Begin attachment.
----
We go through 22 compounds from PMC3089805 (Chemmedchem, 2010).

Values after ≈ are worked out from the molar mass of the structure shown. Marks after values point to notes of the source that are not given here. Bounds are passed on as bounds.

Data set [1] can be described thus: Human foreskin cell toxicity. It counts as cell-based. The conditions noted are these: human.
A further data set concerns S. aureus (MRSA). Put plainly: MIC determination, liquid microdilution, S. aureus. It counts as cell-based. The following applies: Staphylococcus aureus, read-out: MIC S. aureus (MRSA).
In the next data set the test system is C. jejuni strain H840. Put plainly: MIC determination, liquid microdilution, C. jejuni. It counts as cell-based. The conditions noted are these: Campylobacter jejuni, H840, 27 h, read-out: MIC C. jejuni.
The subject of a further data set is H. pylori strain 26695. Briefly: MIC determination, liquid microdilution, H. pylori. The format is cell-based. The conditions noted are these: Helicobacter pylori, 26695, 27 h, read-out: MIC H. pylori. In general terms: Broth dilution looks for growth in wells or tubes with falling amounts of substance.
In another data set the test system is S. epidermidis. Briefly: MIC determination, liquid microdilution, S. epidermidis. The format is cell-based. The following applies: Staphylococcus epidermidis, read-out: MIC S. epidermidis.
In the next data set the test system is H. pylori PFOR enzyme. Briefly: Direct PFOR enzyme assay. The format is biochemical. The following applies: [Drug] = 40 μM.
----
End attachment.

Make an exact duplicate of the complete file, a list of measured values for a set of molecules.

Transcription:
We go through 22 compounds from PMC3089805 (Chemmedchem, 2010).

Values after ≈ are worked out from the molar mass of the structure shown. Marks after values point to notes of the source that are not given here. Bounds are passed on as bounds.

Data set [1] can be described thus: Human foreskin cell toxicity. It counts as cell-based. The conditions noted are these: human.
A further data set concerns S. aureus (MRSA). Put plainly: MIC determination, liquid microdilution, S. aureus. It counts as cell-based. The following applies: Staphylococcus aureus, read-out: MIC S. aureus (MRSA).
In the next data set the test system is C. jejuni strain H840. Put plainly: MIC determination, liquid microdilution, C. jejuni. It counts as cell-based. The conditions noted are these: Campylobacter jejuni, H840, 27 h, read-out: MIC C. jejuni.
The subject of a further data set is H. pylori strain 26695. Briefly: MIC determination, liquid microdilution, H. pylori. The format is cell-based. The conditions noted are these: Helicobacter pylori, 26695, 27 h, read-out: MIC H. pylori. In general terms: Broth dilution looks for growth in wells or tubes with falling amounts of substance.
In another data set the test system is S. epidermidis. Briefly: MIC determination, liquid microdilution, S. epidermidis. The format is cell-based. The following applies: Staphylococcus epidermidis, read-out: MIC S. epidermidis.
In the next data set the test system is H. pylori PFOR enzyme. Briefly: Direct PFOR enzyme assay. The format is biochemical. The following applies: [Drug] = 40 μM.